Government Intrusion Started with…Surprise!... Hoover!.I’ve written extensively about Barack Obama and why in my estimation, he is the worst president in the 221years we’ve been a republic. And it seems pretty clear that the tide is turning and America is interested in turning back to a conservative course. Far more important than who should run is this: what ideas are needed to save the country?
That means what course should the next president take to mark a clear departure from the big spending, high taxing liberalism that…face it…both parties have been responsible for—at least—since 1929, the year that Herbert Hoover first tried so unsuccessfully to cure the Depression with unprecedented governmental intrusion, big government spending, tax hikes and high tariff?
In fact, Hoover’s a good starting point. To appreciate that bad ideas can emanate from good men (as Hoover was), let’s review his story. For there are plenty of Hoovers out there bearing Republican labels.
The Golden Boy.
Unlike what most history books say about Hoover, the 31st president [1874-1964]…standing 5 feet 11 with straight brown hair parted just to the left of center with hazel eyes, a round fleshy face, ruddy complexion and husky build, an Iowa-born Quaker of Swiss-German and English heritage…was far from the stereotypical portrait of him as a celluloid-collar,laissez faire free marketer: he was in fact a supremely self-confident and well-intentioned patriot—a man of whom Calvin Coolidge (the real free marketer) called sarcastically “the golden boy,” saying ruefully “that man gave me lots of advice, all of it wrong.” But Coolidge was all but alone in his assessment, Hoover was in fact untouchably popular because in his life he never struck out on anything and always hit home runs.
Indeed, Hoover made Horatio Alger seem under-motivated. Born poor in a small Iowa town, orphaned at 9, transplanted to Oregon where he was introduced to the Quaker religion, he worked his way through Stanford (then a little known California school). A brilliant intellect, he , quickly mastered geology and shrewdly applied it to a brand new field: mining engineering. Within a few years of graduation, brimming with cockiness, faith in God and supreme self-confidence, he developed the legendary Bawdwin silver mine in Burma, lucrative zinc mines in Australia and tapped important oil deposits in Russia enabling him to retire in his 30s a multi-millionaire.
Not only was he a spectacular success in mining and business, Hoover became a political publicist’s dream. A natural linguist, he married a woman as bright as himself and a linguist, to boot—Lou Henry, the first woman geologist major at Stanford. Unable to find a Quaker registrar to record their wedding in Monterey, Calif., they were married by a Catholic priest, Fr. Ramon Mestres, OFM of the San Carlos Borremeo mission. They both went to China for Hoover’s first job and to pass the hours away learned Mandarin easily. To ensure privacy they conversed in an archaic form of Latin in China. For relaxation, they translated a classic 16th century encyclopedia on mining and geology to English which was published in 1912 and is still available.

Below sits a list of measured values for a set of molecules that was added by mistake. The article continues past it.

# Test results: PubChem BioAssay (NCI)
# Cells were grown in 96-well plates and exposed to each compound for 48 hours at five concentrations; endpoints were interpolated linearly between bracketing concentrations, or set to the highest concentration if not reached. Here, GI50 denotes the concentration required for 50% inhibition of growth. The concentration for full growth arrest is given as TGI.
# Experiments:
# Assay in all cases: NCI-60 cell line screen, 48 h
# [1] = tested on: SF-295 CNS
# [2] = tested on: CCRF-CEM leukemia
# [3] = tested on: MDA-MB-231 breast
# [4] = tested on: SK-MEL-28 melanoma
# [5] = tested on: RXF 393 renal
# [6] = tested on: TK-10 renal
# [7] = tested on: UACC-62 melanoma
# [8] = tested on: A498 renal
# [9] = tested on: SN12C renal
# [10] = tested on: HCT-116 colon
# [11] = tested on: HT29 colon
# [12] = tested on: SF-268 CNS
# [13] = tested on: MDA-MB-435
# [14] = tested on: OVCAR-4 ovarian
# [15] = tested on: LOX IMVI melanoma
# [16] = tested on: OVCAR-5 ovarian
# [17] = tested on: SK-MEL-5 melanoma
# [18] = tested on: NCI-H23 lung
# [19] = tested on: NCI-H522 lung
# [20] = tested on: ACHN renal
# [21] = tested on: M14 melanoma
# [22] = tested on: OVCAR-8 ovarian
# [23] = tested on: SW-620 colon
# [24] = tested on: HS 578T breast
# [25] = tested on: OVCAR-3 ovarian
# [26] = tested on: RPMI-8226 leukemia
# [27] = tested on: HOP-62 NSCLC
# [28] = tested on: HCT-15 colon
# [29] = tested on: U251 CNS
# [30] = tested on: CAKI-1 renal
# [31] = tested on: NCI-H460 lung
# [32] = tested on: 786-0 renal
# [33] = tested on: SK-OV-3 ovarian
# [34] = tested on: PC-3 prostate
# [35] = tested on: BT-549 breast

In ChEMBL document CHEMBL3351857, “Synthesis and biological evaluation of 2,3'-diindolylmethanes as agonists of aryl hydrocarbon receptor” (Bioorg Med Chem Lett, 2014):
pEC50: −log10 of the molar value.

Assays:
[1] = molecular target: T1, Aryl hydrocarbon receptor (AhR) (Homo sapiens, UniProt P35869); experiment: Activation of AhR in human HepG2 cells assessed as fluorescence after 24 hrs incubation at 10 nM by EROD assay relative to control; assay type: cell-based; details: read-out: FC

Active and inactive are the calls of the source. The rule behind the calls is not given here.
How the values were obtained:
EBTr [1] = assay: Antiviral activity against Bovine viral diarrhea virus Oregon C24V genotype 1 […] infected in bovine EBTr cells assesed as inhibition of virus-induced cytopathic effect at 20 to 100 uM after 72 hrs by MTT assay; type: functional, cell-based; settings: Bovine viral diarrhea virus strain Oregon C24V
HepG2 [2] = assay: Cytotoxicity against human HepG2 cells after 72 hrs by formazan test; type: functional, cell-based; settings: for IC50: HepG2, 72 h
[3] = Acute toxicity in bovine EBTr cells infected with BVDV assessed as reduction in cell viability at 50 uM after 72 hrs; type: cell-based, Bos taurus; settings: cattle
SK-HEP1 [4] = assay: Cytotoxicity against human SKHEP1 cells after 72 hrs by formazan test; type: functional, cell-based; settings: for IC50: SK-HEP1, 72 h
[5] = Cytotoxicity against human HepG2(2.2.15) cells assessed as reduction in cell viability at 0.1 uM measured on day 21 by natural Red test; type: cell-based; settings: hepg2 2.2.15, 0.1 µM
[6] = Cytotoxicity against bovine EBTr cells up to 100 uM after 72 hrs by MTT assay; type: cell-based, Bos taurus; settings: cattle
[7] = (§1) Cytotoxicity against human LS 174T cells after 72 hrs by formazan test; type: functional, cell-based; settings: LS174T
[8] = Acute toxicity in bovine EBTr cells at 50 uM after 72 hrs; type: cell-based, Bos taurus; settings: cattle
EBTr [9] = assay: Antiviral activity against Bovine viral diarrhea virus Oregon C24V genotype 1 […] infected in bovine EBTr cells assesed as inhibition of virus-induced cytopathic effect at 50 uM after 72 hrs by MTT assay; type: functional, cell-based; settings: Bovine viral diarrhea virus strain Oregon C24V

As a cultured, well-publicized “progressive Republican,”—a reformer who had contributed big sums to Teddy Roosevelt’s Progressive party--he volunteered gratis to run American relief service for President Wilson in World War I and won an international reputation for rescuing 120,000 Americans stranded in Europe at opening of hostilities, was credited with saving Belgium from starvation and served as an economic counsel to Wilson at Versailles where he strenuously supported creation of the League of Nations. During the war he received phenomenal Super Bowl-style media coverage. After the war he was importuned by many, including the young Franklin Roosevelt, to run for president on the Democratic ticket in 1920 since Hoover had been the star performer of the Wilson administration.
Hoover declined and went on to serve Harding and Coolidge as commerce secretary where he stressed big business’ “social responsibility” to do more than earn big profits, but to be beneficent. (FDR ran for vice president in 1920 with James M. Cox: the two were crushed by a voter landslide. Then he was hit hard by polio).
Hoover Leads Fed to the Rescue at Mississippi Disaster.
It was as commerce secretary where Hoover sealed his claim on the future presidency. In 1927 the Mississippi River basin was hit with a disastrous flood that devastated Mississippi, Arkansas and Louisiana. The tradition was that states handle their own rehabs as per the Constitution and Coolidge felt that way. But Hoover adroitly put pressure on Coolidge through the media and got the mandate to launch the first federal relief effort for the states.
This he did brilliantly, serving 300,000 refugees (including 100,000 African Americans), spending $1 billion (then an unheard of sum) to salvage the more than 700,000 homes over 27,000 square miles of territory. Result: Hoover became the archangel of mercy and his media reputation sealed his claim on the 1928 Republican presidential nomination to succeed Coolidge. By the time he faced Catholic Al Smith in 1928, he had the advantage of being beloved by the Solid South Democrats for extending government services to them…and wasn’t a hated Irish Catholic like Smith whom the South distrusted.